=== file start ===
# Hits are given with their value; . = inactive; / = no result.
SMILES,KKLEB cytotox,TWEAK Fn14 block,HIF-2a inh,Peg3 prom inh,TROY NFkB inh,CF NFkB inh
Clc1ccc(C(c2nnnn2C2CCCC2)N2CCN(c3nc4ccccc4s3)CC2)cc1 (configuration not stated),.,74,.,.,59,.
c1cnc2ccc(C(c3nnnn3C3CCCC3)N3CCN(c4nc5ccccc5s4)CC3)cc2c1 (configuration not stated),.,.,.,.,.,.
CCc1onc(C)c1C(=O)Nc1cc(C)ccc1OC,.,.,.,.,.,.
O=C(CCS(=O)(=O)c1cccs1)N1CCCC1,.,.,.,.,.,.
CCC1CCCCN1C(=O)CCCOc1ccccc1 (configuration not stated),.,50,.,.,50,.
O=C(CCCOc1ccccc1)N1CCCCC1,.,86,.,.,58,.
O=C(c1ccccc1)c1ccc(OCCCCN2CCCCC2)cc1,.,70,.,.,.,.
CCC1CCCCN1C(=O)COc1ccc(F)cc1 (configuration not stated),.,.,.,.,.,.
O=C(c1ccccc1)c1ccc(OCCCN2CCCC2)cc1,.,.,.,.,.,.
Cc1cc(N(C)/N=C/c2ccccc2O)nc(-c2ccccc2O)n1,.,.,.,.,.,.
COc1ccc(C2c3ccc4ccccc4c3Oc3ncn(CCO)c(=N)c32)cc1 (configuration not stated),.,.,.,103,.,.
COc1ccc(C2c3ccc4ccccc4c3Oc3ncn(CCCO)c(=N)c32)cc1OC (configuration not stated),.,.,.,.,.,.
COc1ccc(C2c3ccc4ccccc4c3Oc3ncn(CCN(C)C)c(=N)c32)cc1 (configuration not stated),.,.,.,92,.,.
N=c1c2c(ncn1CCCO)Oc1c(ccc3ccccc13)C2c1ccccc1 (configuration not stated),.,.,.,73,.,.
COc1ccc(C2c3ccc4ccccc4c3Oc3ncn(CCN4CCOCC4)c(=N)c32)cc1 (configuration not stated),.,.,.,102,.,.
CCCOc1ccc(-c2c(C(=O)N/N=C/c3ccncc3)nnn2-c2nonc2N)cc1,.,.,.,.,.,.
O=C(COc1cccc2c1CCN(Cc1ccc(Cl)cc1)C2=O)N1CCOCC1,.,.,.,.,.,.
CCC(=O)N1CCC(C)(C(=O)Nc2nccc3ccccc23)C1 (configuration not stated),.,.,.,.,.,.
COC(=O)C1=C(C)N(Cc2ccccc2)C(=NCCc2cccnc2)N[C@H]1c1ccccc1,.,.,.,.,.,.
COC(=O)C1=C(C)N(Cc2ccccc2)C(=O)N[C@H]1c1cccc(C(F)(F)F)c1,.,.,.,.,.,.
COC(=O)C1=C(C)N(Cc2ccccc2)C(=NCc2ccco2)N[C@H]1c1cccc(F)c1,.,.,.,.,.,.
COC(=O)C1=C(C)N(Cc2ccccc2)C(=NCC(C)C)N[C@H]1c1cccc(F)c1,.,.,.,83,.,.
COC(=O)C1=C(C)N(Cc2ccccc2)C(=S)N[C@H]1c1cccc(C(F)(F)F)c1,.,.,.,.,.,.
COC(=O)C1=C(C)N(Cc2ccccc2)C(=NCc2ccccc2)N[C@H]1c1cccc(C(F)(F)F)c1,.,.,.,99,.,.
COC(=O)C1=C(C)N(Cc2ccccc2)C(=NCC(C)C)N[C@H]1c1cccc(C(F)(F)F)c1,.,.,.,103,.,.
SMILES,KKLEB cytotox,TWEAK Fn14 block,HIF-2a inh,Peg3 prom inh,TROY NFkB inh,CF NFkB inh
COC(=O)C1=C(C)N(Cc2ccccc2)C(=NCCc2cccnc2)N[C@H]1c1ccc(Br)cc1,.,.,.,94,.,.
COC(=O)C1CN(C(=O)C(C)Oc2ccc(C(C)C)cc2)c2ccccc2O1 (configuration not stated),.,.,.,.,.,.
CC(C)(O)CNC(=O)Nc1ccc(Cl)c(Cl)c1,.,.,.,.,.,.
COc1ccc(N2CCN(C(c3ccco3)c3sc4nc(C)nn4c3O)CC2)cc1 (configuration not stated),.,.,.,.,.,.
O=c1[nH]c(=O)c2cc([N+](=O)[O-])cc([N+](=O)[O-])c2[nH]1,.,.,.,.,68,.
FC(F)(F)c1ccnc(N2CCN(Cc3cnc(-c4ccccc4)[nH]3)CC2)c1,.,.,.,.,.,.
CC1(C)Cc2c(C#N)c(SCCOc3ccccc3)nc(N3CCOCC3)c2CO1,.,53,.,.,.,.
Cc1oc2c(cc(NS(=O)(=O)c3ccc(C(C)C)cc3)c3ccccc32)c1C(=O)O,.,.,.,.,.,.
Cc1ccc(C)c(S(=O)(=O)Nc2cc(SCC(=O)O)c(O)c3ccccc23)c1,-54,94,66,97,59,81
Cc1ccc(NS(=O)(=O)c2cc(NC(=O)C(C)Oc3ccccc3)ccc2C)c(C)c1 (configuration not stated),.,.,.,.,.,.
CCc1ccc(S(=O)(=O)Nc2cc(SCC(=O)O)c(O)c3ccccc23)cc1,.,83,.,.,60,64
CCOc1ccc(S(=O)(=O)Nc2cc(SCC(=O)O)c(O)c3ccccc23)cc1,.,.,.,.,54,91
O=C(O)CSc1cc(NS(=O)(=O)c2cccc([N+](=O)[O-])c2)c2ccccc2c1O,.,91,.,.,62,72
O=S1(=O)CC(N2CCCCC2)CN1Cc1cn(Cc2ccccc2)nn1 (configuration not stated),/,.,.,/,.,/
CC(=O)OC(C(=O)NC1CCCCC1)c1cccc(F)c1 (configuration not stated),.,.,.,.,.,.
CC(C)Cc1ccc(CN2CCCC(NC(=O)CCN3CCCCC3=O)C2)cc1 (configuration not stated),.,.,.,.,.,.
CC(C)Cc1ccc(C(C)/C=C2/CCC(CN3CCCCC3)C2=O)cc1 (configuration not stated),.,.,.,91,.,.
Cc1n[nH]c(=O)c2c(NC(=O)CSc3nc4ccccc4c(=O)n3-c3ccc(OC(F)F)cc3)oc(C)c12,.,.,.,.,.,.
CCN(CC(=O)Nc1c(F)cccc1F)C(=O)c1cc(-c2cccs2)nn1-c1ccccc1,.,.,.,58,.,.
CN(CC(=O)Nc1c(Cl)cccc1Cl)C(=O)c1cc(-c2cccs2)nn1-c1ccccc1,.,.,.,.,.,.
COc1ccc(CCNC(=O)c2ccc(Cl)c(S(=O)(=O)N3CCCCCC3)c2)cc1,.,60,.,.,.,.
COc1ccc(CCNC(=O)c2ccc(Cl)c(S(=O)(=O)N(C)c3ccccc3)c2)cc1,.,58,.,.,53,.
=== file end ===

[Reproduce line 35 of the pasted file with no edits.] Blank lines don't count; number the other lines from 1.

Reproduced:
CC1(C)Cc2c(C#N)c(SCCOc3ccccc3)nc(N3CCOCC3)c2CO1,.,53,.,.,.,.